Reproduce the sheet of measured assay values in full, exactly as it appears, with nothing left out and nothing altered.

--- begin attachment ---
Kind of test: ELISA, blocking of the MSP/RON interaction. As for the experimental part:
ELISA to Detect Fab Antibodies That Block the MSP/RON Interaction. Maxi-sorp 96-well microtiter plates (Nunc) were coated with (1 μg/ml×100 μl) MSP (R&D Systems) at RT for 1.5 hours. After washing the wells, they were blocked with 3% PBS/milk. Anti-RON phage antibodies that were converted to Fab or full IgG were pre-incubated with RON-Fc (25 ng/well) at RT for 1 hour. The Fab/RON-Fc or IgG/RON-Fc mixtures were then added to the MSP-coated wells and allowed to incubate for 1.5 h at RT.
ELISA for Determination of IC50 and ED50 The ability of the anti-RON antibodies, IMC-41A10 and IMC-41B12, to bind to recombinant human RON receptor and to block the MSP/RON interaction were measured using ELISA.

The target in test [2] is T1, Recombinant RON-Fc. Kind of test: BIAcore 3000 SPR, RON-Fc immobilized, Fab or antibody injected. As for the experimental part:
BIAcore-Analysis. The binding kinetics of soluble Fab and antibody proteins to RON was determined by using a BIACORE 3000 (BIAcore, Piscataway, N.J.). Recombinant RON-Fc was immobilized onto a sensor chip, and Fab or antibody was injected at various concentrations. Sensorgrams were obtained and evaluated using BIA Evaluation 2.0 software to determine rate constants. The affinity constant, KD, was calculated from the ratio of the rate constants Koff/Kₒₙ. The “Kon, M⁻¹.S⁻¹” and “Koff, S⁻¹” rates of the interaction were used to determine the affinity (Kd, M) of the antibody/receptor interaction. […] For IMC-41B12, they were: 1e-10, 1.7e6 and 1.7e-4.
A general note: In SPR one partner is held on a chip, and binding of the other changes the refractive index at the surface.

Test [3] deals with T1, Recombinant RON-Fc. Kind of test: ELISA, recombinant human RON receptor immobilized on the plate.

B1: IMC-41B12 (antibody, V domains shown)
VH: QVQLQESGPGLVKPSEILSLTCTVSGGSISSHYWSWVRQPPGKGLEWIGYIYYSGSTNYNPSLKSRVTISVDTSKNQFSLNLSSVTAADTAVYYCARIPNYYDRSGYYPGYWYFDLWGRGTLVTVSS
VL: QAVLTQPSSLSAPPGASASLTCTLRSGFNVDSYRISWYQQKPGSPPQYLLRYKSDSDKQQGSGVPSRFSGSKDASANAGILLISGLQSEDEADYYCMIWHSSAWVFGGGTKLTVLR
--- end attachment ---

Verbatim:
Kind of test: ELISA, blocking of the MSP/RON interaction. As for the experimental part:
ELISA to Detect Fab Antibodies That Block the MSP/RON Interaction. Maxi-sorp 96-well microtiter plates (Nunc) were coated with (1 μg/ml×100 μl) MSP (R&D Systems) at RT for 1.5 hours. After washing the wells, they were blocked with 3% PBS/milk. Anti-RON phage antibodies that were converted to Fab or full IgG were pre-incubated with RON-Fc (25 ng/well) at RT for 1 hour. The Fab/RON-Fc or IgG/RON-Fc mixtures were then added to the MSP-coated wells and allowed to incubate for 1.5 h at RT.
ELISA for Determination of IC50 and ED50 The ability of the anti-RON antibodies, IMC-41A10 and IMC-41B12, to bind to recombinant human RON receptor and to block the MSP/RON interaction were measured using ELISA.

The target in test [2] is T1, Recombinant RON-Fc. Kind of test: BIAcore 3000 SPR, RON-Fc immobilized, Fab or antibody injected. As for the experimental part:
BIAcore-Analysis. The binding kinetics of soluble Fab and antibody proteins to RON was determined by using a BIACORE 3000 (BIAcore, Piscataway, N.J.). Recombinant RON-Fc was immobilized onto a sensor chip, and Fab or antibody was injected at various concentrations. Sensorgrams were obtained and evaluated using BIA Evaluation 2.0 software to determine rate constants. The affinity constant, KD, was calculated from the ratio of the rate constants Koff/Kₒₙ. The “Kon, M⁻¹.S⁻¹” and “Koff, S⁻¹” rates of the interaction were used to determine the affinity (Kd, M) of the antibody/receptor interaction. […] For IMC-41B12, they were: 1e-10, 1.7e6 and 1.7e-4.
A general note: In SPR one partner is held on a chip, and binding of the other changes the refractive index at the surface.

Test [3] deals with T1, Recombinant RON-Fc. Kind of test: ELISA, recombinant human RON receptor immobilized on the plate.

B1: IMC-41B12 (antibody, V domains shown)
VH: QVQLQESGPGLVKPSEILSLTCTVSGGSISSHYWSWVRQPPGKGLEWIGYIYYSGSTNYNPSLKSRVTISVDTSKNQFSLNLSSVTAADTAVYYCARIPNYYDRSGYYPGYWYFDLWGRGTLVTVSS
VL: QAVLTQPSSLSAPPGASASLTCTLRSGFNVDSYRISWYQQKPGSPPQYLLRYKSDSDKQQGSGVPSRFSGSKDASANAGILLISGLQSEDEADYYCMIWHSSAWVFGGGTKLTVLR